Artist Seelan Palay sentenced to 2 weeks imprisonment in lieu of $2500 fine for conducting a “procession without permit”

Artist Seelan Palay, who performed an art piece called “32 Years: The Interrogation of a Mirror” at Hong Lim Park about a year ago, was sentenced to a S$2500 fine after being found guilty of conducting a procession without a permit under the Public Order Act (POA). He was then sentenced to serve 2 weeks of imprisonment yesterday (3 Oct) after he refused to pay the imposed fine.

Civil rights activist and social worker Jolovan Wham wrote in a Facebook post that “the judge has rejected the constitutional argument” that suggests that Mr Seelan has “the right to freedom of expression and assembly,” on the grounds that “the constitution allows Parliament to circumscribe such expression through law.”

Mr Seelan declared in his testimony in court last Thursday (27 Sep) that he “did not address anyone, nor instruct anyone to follow” him to the National Gallery and the Parliament House.

He insisted that contrary to the charge that was being held against him – the alleged participation in a public procession without a permit under the POA – his performance art piece was “peaceful at all times” and “a work of art that is open to interpretation”.

However, the judge reasoned yesterday during the sentencing that “there is no need for the prosecution to prove that public disorder had occurred as long as the prosecutor can show that the procession had happened without a permit,” according to Mr Wham.

In this particular case, Mr Wham added, the POA “criminalises a one-person procession, even if it is peaceful.”

Right to freedom of speech “not absolute,” Parliament has the right to curtail such expressions in the name of “public order”: Judge

In her sentencing, the judge said that “in the present case, the facts were undisputed,” in that Mr Seelan “had submitted application for use on NParks website” with an “estimated crowd size” of “50 people,” and that he was “aware that the application was limited to the use of Speakers’ Corner [Hong Lim Park].”

The judge also stated that Mr Seelan had “publicised the event on this Facebook page, and had used Dr Chia Thye Poh’s photograph” in his announcement of the event, which appears to be linked to s.2(1)(c) of the POA, of which the definition encompasses the marking or commemoration of “any event.”

Additionally, the judge maintained that Mr Seelan’s use of the phrase “liberated mind” clearly referred to Dr Chia, and being in the “state-sanctioned space of Speakers’ Corner.”

She added that “there were 3 parts to the accused’s performance as well as 3 locations for the planned performance,” of which “there was no permit issued under the Public Order Act and Public Entertainment Licensing Unit” for the subsequent parts after the performance at Hong Lim Park.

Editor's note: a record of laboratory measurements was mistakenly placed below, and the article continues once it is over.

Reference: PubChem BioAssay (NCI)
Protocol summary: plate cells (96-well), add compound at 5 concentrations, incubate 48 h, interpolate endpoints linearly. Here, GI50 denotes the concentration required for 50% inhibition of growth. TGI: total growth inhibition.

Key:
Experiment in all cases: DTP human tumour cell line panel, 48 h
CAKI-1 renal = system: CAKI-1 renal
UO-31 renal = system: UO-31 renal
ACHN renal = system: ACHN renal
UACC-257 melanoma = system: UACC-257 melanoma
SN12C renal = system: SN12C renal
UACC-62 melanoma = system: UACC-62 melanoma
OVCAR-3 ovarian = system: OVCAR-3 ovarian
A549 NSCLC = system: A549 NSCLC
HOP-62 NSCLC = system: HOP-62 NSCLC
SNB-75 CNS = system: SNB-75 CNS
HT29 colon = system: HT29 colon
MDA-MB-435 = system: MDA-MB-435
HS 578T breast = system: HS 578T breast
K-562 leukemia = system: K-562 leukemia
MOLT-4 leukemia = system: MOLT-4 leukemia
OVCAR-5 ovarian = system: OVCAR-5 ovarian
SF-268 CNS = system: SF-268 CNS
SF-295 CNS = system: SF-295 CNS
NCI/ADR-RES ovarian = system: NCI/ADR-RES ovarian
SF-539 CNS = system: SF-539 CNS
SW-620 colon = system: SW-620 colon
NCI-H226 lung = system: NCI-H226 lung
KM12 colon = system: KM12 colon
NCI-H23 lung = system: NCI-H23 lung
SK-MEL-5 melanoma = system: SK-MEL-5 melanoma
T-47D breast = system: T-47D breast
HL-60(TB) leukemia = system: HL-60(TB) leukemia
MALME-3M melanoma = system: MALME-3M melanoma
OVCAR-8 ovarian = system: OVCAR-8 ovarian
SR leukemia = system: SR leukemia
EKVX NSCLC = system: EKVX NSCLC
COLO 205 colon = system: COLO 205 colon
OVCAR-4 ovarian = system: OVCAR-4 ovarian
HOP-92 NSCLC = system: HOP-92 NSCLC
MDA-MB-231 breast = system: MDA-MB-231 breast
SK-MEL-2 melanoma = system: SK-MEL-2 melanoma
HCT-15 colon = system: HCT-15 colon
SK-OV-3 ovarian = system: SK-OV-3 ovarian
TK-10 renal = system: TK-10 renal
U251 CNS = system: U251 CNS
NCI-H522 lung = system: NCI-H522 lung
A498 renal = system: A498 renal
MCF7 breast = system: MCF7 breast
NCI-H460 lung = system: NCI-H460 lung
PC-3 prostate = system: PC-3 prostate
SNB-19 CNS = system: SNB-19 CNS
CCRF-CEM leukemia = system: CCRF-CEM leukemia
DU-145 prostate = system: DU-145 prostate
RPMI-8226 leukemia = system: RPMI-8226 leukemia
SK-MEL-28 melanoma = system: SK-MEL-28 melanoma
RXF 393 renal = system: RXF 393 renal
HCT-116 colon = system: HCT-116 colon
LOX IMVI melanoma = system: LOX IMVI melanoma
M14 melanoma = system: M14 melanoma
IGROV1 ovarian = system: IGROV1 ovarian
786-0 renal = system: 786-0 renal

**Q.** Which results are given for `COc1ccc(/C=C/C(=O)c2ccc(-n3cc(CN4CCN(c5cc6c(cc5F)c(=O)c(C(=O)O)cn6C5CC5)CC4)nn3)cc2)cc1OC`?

Citing s.2 of the POA, the judge “agreed with the Prosecution” that “in the present case, deliberate action of walking for one place to another […] did amount to a march by a civil person,” adding that it was “clear” that “2 out of 3 purposes” behind Mr Seelan’s “actions” were “to commemorate the detention of Dr Chia Thye Poh, and to demonstrate opposition to the government’s decision.”

s.3, however, lays down the law with regards to the definitions of “organising” and “taking part in.” While s.3(2) “does not include a person carrying on a demonstration by himself or marching alone” within the scope of “organising,” s.3(3) states that the definition of “taking part in” shall include, “as the case may be, a person carrying on a demonstration by himself, or a march by a person alone”.

The judge rejected the argument that “the right of freedom of speech” should support Mr Seelan’s actions on the day of his performance, and insisted that “these fundamental rights are however not absolute and are circumscribed” by limitations set in Article 12(2) of the Singapore Constitution, which states that “Parliament, may, by law, impose” restrictions of such rights “in the interest of the security of Singapore or any part thereof or public order.”

Mr Seelan, however, reiterated that his “right to freedom of expression under the constitution of Singapore is still valid,” as he “did not threaten Singapore’s public order, national security, international relations with other countries, or commit any immoral act,” as testified by Assistant Superintendent Lionel Lee, one of the police officers who had arrested him.

Additionally, Mr Seelan made a request for the objects used in his performance – the banner, the book, and the mirror– to be returned to him “if possible.”

The prosecution, however, argued that “the mitigation of the accused shows his lack of remorse over his actions,” and that there was “no interference” in the expression of Mr Seelan’s views online, adding that consequently, Mr Seelan’s expression of his views “have never been curtailed,” and that the offence under which he was convicted only revolved around his decision to continue to perform outside of Hong Lim Park.

On top of the fine levied against Mr Seelan, the prosecution sought the forfeiture of the aforementioned three objects used in the artist’s performance to the police for disposal, to which the judge agreed.

Notify of
Inline Feedbacks
View all comments